DocBook to ConTeXt XSL stylesheets

By Jan Tošovský on Apr 10, 2016

Let us introduce a set of stylesheets for conversion a DocBook XML source into the format of ConTeXt typesetting system, which can be further processed into a PDF output.

It is an alternative approach to a more common XML -> XSL-FO -> PDF route.

The main driver here is to offer a solution for publishing books (novels, proses, fiction) with the best available typographic quality from the DocBook XML source.

Sample output

To help embrace this technology a sample DocBook book has been released together with a real customization layer. For next steps see the Usage section below.

For your convenience, the result of an XSLT transformation can be downloaded directly, even in two forms:

  • Zip archive (0.3 MB) containing the ConTeXt source together with all the images. It needs to be unpacked and then converted into the PDF output as described in the Usage section (step #4).

  • Final PDF (3.9 MB).

This output needs further tweaks. Namely fixing lines exceeding the text area by setting the less strict alignment tolerance. However, majority of cases are caused by inability to properly hyphenate those dummy words. In the real content such occurrences should be rare.

The red grid is provided as a separate PDF layer and in e.g. Acrobat Reader it can be switched off. A drawback of this visualization are blue and yellow boxes shown in the back-of-the-book index. It will be improved in an upcoming ConTeXt version. Anyway, it is just a minor issue as this visualization is used for debugging purposes only.


  • While the most natural conversion from XML to PDF is via XSL-FO intermediate markup, no XSL-FO engine offers advanced typographic features. This method is hence disqualified for book production with high typographic standards.

  • For professional workflows Adobe InDesign XML import capabilities can be employed, but even InDesign has its own limits, namely in footnotes processing.

  • Fortunately, there are TeX-based systems, which are flexible enough, yet open source. The most advanced seems to be the ConTeXt typesetting system. While there is a dedicated dbcontext project available, bringing a decent set of DocBook to ConTeXt XSL stylesheets, it doesn't reflect recent 10+ years of ConTeXt development.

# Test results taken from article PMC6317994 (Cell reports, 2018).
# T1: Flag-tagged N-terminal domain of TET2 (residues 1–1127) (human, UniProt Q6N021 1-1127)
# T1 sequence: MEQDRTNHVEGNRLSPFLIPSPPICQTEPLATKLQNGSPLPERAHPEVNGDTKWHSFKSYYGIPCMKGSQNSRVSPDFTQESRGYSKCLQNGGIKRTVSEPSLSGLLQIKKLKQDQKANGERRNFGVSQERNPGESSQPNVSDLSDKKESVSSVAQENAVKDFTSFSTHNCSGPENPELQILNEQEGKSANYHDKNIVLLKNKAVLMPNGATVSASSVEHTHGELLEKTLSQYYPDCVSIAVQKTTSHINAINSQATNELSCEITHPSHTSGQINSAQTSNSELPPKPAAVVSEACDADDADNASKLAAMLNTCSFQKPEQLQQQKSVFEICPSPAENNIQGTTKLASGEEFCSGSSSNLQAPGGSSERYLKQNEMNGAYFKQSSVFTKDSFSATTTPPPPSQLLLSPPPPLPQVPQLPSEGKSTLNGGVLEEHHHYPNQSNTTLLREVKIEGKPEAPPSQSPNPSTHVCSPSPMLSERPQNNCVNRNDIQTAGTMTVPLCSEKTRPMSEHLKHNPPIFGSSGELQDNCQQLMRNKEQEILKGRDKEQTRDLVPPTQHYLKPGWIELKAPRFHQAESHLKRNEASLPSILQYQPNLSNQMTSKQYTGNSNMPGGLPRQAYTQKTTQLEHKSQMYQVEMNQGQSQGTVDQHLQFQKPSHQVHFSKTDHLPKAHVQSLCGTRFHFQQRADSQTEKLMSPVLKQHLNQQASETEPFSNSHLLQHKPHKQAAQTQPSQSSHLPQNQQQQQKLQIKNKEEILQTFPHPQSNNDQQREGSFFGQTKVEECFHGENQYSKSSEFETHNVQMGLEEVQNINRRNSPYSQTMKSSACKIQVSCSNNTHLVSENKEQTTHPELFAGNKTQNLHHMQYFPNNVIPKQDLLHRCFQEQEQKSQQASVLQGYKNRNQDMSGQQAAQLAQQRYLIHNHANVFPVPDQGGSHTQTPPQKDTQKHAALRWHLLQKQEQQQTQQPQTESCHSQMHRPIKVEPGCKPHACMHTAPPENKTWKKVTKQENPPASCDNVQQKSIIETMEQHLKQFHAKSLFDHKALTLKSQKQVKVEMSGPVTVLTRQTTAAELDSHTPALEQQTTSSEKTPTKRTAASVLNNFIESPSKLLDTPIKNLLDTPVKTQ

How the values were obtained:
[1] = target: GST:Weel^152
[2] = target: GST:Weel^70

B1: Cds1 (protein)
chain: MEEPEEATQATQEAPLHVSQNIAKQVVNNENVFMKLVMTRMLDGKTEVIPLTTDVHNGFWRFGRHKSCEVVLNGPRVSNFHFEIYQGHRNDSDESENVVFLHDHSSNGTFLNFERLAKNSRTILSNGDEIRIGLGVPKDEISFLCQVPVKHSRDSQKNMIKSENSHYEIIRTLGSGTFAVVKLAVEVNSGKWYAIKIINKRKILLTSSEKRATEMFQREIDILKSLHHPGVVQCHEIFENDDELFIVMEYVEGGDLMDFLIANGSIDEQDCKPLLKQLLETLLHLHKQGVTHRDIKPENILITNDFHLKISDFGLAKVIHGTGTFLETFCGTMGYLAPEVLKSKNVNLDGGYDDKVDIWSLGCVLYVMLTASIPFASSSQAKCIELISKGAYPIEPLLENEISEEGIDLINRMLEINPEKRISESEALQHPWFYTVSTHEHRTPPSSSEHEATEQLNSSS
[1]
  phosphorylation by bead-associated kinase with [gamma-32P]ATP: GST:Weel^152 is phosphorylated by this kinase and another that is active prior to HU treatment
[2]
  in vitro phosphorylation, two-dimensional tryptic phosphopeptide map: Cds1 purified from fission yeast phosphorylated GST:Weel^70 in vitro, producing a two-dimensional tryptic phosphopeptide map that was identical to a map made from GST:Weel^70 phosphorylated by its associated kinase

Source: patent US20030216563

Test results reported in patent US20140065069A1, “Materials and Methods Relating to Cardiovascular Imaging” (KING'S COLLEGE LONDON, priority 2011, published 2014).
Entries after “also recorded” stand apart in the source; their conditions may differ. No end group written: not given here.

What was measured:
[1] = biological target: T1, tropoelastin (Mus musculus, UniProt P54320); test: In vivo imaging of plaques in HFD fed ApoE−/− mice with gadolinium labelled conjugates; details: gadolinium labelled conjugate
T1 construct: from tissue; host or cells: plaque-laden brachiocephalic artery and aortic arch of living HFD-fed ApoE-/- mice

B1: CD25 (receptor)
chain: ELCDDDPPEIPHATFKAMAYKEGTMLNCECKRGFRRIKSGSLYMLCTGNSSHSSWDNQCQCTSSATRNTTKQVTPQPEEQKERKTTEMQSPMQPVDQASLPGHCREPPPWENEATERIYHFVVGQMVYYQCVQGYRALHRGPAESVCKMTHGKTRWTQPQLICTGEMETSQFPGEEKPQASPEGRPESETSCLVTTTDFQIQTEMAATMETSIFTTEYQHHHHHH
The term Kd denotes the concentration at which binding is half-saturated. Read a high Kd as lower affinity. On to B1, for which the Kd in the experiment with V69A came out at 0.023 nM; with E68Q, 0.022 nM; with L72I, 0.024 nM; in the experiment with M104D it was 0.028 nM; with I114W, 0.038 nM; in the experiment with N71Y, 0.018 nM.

This project started as dbcontext fork for one specific book. While these updates were supplied to the original dbcontext author, it has been decided to create a barely new set of stylesheets.

Main reasons

  • simplifying settting up the tools to the end user (not necessary to patch dbcontext with these updates)

  • utilizing the current DocBook XSL stylesheets distribution (localizations, string manipulations)

  • including verified stylesheets only

Main goals

  • to offer generating PDF outputs with advanced typographic features

  • utilizing the current DocBook stylesheets infrastructure

  • potentially become an integral part of DocBook stylesheets distribution

Known limitations

  1. Support for very narrow subset of elements, namely chapter, section, para, footnotes, images, tables, index and few others. While not numerous, still sufficient for majority of non-technical books.

  2. Advanced index features are not supported in DocBook v5.x as the syntax has changed since v4.x substantially.


  1. Integrate DocBook to ConTeXt XSL stylesheets into DocBook XSL stylesheets.

  2. Optionally make your own stylesheets customizations.

  3. Run the transformation via an XSLT processor.

  4. Convert the ConTeXt source into a PDF output.


The long term plan is to continuously extend the element coverage to support more complex documents.

Feel free to speed-up this process by your pull requests :-)


  • Norman Walsh, Bob Stayton and Jirka Kosek (DocBook developers & evangelists)

  • Hans Hagen (ConTeXt developer)

  • Wolfgang Schuster (ConTeXt community supporter)

  • Ben Guillon (dbcontext developer)